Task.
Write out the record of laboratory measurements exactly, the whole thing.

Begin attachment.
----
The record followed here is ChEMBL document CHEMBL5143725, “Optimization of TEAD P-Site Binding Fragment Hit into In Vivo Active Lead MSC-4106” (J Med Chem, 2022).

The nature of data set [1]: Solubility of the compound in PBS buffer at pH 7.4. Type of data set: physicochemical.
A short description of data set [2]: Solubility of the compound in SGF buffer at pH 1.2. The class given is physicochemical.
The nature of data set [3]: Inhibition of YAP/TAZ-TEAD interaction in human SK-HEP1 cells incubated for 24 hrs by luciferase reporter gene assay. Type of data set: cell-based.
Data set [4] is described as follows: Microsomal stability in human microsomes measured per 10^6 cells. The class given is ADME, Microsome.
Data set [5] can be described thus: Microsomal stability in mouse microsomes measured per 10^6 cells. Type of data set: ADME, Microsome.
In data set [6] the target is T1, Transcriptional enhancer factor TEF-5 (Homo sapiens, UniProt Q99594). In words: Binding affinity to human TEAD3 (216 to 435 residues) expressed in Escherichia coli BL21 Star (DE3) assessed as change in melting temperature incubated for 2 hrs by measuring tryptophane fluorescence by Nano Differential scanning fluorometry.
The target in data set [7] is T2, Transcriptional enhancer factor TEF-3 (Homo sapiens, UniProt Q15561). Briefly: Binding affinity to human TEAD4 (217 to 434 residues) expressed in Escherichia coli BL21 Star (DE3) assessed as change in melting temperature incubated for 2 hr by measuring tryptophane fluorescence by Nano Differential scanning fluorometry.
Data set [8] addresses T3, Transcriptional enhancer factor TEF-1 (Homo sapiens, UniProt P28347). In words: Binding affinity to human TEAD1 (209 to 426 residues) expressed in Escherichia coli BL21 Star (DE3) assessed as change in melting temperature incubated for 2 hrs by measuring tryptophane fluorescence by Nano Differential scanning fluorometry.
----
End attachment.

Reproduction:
The record followed here is ChEMBL document CHEMBL5143725, “Optimization of TEAD P-Site Binding Fragment Hit into In Vivo Active Lead MSC-4106” (J Med Chem, 2022).

The nature of data set [1]: Solubility of the compound in PBS buffer at pH 7.4. Type of data set: physicochemical.
A short description of data set [2]: Solubility of the compound in SGF buffer at pH 1.2. The class given is physicochemical.
The nature of data set [3]: Inhibition of YAP/TAZ-TEAD interaction in human SK-HEP1 cells incubated for 24 hrs by luciferase reporter gene assay. Type of data set: cell-based.
Data set [4] is described as follows: Microsomal stability in human microsomes measured per 10^6 cells. The class given is ADME, Microsome.
Data set [5] can be described thus: Microsomal stability in mouse microsomes measured per 10^6 cells. Type of data set: ADME, Microsome.
In data set [6] the target is T1, Transcriptional enhancer factor TEF-5 (Homo sapiens, UniProt Q99594). In words: Binding affinity to human TEAD3 (216 to 435 residues) expressed in Escherichia coli BL21 Star (DE3) assessed as change in melting temperature incubated for 2 hrs by measuring tryptophane fluorescence by Nano Differential scanning fluorometry.
The target in data set [7] is T2, Transcriptional enhancer factor TEF-3 (Homo sapiens, UniProt Q15561). Briefly: Binding affinity to human TEAD4 (217 to 434 residues) expressed in Escherichia coli BL21 Star (DE3) assessed as change in melting temperature incubated for 2 hr by measuring tryptophane fluorescence by Nano Differential scanning fluorometry.
Data set [8] addresses T3, Transcriptional enhancer factor TEF-1 (Homo sapiens, UniProt P28347). In words: Binding affinity to human TEAD1 (209 to 426 residues) expressed in Escherichia coli BL21 Star (DE3) assessed as change in melting temperature incubated for 2 hrs by measuring tryptophane fluorescence by Nano Differential scanning fluorometry.